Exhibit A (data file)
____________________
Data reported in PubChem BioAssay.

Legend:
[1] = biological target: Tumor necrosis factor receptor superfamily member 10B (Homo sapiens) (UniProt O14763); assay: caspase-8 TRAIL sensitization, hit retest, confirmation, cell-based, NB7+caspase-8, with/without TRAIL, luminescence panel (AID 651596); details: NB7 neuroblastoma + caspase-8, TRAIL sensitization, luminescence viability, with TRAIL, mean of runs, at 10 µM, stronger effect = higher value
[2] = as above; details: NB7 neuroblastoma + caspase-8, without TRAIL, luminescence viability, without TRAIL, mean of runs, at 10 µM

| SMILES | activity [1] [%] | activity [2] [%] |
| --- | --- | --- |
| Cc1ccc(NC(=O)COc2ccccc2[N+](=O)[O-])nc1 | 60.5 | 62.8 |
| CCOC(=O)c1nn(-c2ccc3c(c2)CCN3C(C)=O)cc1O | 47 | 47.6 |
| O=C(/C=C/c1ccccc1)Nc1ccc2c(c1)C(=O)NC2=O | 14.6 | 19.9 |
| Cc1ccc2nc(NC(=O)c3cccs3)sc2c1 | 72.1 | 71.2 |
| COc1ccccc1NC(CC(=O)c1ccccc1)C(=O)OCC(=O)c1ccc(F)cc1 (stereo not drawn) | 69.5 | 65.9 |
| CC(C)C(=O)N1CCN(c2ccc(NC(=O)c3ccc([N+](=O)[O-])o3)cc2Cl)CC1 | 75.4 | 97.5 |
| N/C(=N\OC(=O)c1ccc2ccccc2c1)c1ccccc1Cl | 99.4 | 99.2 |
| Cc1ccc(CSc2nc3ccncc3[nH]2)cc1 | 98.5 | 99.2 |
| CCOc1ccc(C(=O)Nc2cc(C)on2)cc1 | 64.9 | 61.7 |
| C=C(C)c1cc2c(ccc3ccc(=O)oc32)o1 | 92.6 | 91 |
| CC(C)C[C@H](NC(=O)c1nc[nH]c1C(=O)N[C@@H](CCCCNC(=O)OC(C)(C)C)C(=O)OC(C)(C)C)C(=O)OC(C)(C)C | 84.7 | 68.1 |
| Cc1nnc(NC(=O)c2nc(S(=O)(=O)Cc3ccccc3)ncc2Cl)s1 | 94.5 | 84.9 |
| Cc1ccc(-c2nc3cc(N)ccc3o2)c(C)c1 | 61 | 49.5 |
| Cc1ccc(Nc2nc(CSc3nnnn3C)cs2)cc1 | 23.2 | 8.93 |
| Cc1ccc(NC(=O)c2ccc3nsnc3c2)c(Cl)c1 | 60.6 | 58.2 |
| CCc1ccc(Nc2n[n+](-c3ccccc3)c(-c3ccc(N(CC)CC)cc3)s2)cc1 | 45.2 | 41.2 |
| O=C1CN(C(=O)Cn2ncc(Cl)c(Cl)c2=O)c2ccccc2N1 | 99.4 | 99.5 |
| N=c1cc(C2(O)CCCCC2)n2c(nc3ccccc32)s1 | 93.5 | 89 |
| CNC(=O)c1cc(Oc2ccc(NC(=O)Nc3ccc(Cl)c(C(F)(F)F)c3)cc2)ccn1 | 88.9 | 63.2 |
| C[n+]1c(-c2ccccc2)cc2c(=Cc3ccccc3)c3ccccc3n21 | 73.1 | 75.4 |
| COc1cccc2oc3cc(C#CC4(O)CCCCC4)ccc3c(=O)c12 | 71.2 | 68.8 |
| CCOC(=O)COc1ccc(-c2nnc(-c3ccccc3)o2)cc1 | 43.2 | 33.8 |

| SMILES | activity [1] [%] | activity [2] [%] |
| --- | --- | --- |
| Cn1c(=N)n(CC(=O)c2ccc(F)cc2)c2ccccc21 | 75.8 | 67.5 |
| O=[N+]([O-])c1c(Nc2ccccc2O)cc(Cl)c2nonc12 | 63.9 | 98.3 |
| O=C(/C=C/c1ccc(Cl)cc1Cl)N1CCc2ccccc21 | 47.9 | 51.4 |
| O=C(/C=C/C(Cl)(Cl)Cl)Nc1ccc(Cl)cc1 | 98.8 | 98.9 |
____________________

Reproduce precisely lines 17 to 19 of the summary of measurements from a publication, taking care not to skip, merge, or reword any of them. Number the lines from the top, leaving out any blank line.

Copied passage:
| CC(C)C[C@H](NC(=O)c1nc[nH]c1C(=O)N[C@@H](CCCCNC(=O)OC(C)(C)C)C(=O)OC(C)(C)C)C(=O)OC(C)(C)C | 84.7 | 68.1 |
| Cc1nnc(NC(=O)c2nc(S(=O)(=O)Cc3ccccc3)ncc2Cl)s1 | 94.5 | 84.9 |
| Cc1ccc(-c2nc3cc(N)ccc3o2)c(C)c1 | 61 | 49.5 |